Tasks often belong to more than one project. For example, writing this blog post is part of my “Blog Content” project and part of my “Asana e-course” project. Rather than agonizing over which project to put it in, I just assign it to both. Then I have a better visual of my workload and I save time by only having to check it off once.
Add Asana recurring tasks
You probably have a lot of tasks that need to occur on a regular basis, whether that is weekly, monthly, quarterly, etc. For example, I have a task to capture my social media stats and add them to a spreadsheet on the first day of each month. Don’t waste brain space trying to remember when to do these things; let Asana automate the process for you by using repeated tasks. With repeated tasks, when you check off the current task, a new one will be created for the interval of your choice.
Sometimes you need to change multiple tasks at one time, such as assigning team members or due dates. To select a group of adjacent tasks, click on the first task, hold down the shift key, then click on the last task – first, last, and every task in between will be selected. To select non-adjacent tasks, hold down the control or command key, then click the desired tasks individually.
Use Asana boards to see workflows
For the most part, I prefer lists. But for some projects, I need to see the whole workflow in a visual format. That’s where Asana boards come in. If you are familiar with Kanban boards or with Trello, then you already know how boards work.
In Asana, you’ll create a new project and choose “Board” as the layout. Then you simply lay out the process steps in columns. As you complete a task, you can drag it to the next column, so that you always know where you are in the process.
I find Asana boards most helpful for projects where I batch the different steps. For example, here is my “New Pin Process” board. I like to batch create graphics at one sitting. Then write keyword-rich descriptions. The last batch is Tailwind scheduling. With the board, I can see exactly where each pin is in the workflow.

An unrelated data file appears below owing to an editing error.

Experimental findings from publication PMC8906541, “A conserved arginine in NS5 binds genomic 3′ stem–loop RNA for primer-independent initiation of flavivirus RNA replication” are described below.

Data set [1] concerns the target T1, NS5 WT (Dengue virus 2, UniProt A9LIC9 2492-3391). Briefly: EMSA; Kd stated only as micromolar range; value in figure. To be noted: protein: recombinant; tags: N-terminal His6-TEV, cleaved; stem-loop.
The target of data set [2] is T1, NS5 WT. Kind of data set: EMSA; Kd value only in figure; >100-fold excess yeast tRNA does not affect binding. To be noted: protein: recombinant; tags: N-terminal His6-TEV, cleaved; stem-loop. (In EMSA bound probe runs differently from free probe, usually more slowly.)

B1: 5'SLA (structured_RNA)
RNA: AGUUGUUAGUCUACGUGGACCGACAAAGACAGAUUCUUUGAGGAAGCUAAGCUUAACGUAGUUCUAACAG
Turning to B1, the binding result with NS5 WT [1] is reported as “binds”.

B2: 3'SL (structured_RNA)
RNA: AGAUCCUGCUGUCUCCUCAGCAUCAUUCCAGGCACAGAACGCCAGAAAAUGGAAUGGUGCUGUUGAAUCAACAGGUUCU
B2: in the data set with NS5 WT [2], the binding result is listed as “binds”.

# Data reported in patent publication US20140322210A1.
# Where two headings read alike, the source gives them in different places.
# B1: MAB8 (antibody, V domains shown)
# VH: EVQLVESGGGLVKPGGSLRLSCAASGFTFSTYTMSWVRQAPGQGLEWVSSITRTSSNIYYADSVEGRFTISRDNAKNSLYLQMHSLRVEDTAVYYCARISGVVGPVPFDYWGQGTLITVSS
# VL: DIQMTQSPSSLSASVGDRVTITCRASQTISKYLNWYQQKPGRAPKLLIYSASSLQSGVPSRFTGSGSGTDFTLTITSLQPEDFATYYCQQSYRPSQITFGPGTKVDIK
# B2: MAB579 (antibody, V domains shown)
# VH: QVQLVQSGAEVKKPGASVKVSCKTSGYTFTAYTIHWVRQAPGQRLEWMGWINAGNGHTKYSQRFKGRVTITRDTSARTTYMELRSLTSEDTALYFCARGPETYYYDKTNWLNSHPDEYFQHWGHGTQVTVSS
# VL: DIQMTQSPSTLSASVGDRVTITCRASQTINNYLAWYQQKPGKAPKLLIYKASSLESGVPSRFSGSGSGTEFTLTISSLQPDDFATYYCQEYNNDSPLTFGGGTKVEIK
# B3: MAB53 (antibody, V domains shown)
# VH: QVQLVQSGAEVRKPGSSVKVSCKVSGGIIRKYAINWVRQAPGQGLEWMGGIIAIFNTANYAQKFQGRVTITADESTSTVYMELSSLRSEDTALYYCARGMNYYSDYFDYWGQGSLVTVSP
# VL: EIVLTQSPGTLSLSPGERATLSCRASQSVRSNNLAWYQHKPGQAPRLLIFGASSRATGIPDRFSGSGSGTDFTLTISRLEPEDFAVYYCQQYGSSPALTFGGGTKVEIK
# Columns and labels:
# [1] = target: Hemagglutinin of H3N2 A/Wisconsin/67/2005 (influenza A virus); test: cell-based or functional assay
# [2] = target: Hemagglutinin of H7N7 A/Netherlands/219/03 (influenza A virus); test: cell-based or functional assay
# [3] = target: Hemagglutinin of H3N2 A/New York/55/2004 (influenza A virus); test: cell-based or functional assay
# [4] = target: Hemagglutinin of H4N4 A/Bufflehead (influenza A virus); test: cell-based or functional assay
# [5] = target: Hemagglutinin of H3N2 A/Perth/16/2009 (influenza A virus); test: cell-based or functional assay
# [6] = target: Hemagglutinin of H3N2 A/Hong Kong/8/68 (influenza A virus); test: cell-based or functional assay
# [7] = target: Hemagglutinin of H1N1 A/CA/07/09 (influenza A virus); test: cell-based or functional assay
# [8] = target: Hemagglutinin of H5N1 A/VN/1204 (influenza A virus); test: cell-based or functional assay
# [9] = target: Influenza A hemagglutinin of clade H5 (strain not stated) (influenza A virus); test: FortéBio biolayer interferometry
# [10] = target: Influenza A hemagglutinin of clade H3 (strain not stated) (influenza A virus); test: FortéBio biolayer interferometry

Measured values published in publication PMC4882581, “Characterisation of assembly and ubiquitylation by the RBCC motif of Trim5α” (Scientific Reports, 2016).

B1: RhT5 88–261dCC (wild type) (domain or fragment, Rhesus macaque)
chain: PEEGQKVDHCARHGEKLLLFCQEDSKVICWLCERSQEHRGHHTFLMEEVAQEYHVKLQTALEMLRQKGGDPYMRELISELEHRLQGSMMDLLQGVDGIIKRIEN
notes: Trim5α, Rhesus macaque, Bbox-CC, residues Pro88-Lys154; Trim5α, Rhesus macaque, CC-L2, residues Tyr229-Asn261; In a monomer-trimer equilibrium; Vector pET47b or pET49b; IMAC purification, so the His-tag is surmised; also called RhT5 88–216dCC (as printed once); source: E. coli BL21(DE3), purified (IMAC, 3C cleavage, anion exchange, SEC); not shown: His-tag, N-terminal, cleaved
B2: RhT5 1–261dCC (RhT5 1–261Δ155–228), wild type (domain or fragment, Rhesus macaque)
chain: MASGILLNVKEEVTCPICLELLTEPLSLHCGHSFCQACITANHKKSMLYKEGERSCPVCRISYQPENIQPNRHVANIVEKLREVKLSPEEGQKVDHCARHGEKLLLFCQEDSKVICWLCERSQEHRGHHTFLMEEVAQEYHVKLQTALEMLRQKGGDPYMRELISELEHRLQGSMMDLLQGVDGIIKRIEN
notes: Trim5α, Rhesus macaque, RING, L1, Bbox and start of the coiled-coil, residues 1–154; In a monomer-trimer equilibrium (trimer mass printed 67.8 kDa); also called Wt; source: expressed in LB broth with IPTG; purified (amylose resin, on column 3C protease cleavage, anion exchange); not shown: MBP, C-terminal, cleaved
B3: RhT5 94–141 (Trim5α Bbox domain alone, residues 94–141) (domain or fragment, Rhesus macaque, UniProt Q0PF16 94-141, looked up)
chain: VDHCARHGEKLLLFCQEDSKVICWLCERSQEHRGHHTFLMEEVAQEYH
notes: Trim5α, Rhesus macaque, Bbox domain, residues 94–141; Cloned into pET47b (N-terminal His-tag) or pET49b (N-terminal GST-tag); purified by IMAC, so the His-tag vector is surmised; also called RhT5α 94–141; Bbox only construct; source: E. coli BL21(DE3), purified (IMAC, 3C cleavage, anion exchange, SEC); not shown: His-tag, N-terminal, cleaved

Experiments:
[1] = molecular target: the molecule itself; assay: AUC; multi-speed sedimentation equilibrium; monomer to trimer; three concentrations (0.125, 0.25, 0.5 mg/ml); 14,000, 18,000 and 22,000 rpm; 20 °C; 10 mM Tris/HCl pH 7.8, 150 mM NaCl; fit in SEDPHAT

Asana doesn’t have a feature to set priority levels, such as high, medium, and low (at least in the free version). However, there is a very easy workaround you can use to prioritize tasks. Simply create tags using whatever priority labels you like. You can then add the priority tag to tasks. Tags are searchable, which makes it easy to find those high-priority tasks.
Integrate Asana with other apps that you use
Asana has several integrations, such as a Chrome extension, Dropbox, Google Calendar, Slack, and more. The ones I use most often are Google Drive to to link applicable files to projects and Toggl for time tracking.
Create templates for your business processes
You will be so much more efficient if you document your business processes. It’s super-easy to do this in Asana. Large processes can be documented as project templates. And you can document smaller processes using tasks and sub-tasks. Then simply copy the project or task the next time you need to perform that process.
Create a Someday/Maybe project
Ever since I read Getting Things Done, I’ve kept a Someday/Maybe list. Now, I keep that list in Asana, so that I have a running list of all things I might want to do someday, but that I don’t want to add to my to do list right now.
These are just a few of my favorite tips for using Asana. They will help you get organized, stay productive, and keep your business on track.